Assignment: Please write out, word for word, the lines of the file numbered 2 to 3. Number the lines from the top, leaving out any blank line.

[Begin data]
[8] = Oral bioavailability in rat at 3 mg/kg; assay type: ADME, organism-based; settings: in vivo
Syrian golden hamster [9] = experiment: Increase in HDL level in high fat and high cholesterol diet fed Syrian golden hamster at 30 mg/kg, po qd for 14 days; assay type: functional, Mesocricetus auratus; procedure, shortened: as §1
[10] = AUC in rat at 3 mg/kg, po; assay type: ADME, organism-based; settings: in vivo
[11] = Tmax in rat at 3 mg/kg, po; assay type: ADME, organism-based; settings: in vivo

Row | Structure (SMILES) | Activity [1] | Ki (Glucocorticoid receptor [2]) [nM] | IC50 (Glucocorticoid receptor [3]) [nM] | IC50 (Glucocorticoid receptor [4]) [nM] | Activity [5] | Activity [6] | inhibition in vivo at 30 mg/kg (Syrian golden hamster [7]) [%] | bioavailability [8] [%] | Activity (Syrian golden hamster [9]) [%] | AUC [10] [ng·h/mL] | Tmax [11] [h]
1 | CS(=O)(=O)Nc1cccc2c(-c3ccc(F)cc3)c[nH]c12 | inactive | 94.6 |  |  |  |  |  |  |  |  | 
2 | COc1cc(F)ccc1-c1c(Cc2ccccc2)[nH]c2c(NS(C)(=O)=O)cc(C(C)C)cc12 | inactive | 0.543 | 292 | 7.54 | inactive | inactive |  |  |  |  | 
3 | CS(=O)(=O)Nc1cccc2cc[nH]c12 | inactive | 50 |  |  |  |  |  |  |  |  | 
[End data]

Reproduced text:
Syrian golden hamster [9] = experiment: Increase in HDL level in high fat and high cholesterol diet fed Syrian golden hamster at 30 mg/kg, po qd for 14 days; assay type: functional, Mesocricetus auratus; procedure, shortened: as §1
[10] = AUC in rat at 3 mg/kg, po; assay type: ADME, organism-based; settings: in vivo